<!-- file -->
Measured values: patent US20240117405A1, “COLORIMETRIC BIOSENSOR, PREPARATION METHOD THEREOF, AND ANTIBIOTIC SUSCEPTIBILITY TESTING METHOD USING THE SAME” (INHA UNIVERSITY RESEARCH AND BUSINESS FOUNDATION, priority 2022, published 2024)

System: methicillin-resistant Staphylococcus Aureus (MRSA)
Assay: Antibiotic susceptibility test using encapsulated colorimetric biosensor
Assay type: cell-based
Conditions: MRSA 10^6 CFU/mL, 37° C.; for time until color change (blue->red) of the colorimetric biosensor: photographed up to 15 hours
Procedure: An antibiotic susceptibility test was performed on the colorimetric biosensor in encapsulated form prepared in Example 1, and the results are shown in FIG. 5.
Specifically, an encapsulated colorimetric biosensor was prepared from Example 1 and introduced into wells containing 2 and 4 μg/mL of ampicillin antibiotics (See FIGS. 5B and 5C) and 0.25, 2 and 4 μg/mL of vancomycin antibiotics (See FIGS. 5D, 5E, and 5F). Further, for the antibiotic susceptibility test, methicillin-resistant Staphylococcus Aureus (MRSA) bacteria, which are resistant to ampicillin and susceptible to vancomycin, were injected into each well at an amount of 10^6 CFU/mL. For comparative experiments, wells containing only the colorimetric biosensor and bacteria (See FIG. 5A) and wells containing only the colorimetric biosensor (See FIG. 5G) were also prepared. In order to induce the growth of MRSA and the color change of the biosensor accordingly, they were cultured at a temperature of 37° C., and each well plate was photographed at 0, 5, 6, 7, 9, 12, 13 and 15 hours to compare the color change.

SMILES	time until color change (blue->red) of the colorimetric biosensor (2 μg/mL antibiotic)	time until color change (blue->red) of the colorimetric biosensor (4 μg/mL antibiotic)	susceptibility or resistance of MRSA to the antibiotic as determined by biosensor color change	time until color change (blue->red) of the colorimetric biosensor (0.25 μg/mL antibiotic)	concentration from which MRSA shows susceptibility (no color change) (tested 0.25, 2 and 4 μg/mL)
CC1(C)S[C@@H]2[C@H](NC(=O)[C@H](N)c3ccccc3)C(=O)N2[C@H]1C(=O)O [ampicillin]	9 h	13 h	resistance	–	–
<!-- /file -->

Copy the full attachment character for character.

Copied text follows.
Measured values: patent US20240117405A1, “COLORIMETRIC BIOSENSOR, PREPARATION METHOD THEREOF, AND ANTIBIOTIC SUSCEPTIBILITY TESTING METHOD USING THE SAME” (INHA UNIVERSITY RESEARCH AND BUSINESS FOUNDATION, priority 2022, published 2024)

System: methicillin-resistant Staphylococcus Aureus (MRSA)
Assay: Antibiotic susceptibility test using encapsulated colorimetric biosensor
Assay type: cell-based
Conditions: MRSA 10^6 CFU/mL, 37° C.; for time until color change (blue->red) of the colorimetric biosensor: photographed up to 15 hours
Procedure: An antibiotic susceptibility test was performed on the colorimetric biosensor in encapsulated form prepared in Example 1, and the results are shown in FIG. 5.
Specifically, an encapsulated colorimetric biosensor was prepared from Example 1 and introduced into wells containing 2 and 4 μg/mL of ampicillin antibiotics (See FIGS. 5B and 5C) and 0.25, 2 and 4 μg/mL of vancomycin antibiotics (See FIGS. 5D, 5E, and 5F). Further, for the antibiotic susceptibility test, methicillin-resistant Staphylococcus Aureus (MRSA) bacteria, which are resistant to ampicillin and susceptible to vancomycin, were injected into each well at an amount of 10^6 CFU/mL. For comparative experiments, wells containing only the colorimetric biosensor and bacteria (See FIG. 5A) and wells containing only the colorimetric biosensor (See FIG. 5G) were also prepared. In order to induce the growth of MRSA and the color change of the biosensor accordingly, they were cultured at a temperature of 37° C., and each well plate was photographed at 0, 5, 6, 7, 9, 12, 13 and 15 hours to compare the color change.

SMILES	time until color change (blue->red) of the colorimetric biosensor (2 μg/mL antibiotic)	time until color change (blue->red) of the colorimetric biosensor (4 μg/mL antibiotic)	susceptibility or resistance of MRSA to the antibiotic as determined by biosensor color change	time until color change (blue->red) of the colorimetric biosensor (0.25 μg/mL antibiotic)	concentration from which MRSA shows susceptibility (no color change) (tested 0.25, 2 and 4 μg/mL)
CC1(C)S[C@@H]2[C@H](NC(=O)[C@H](N)c3ccccc3)C(=O)N2[C@H]1C(=O)O [ampicillin]	9 h	13 h	resistance	–	–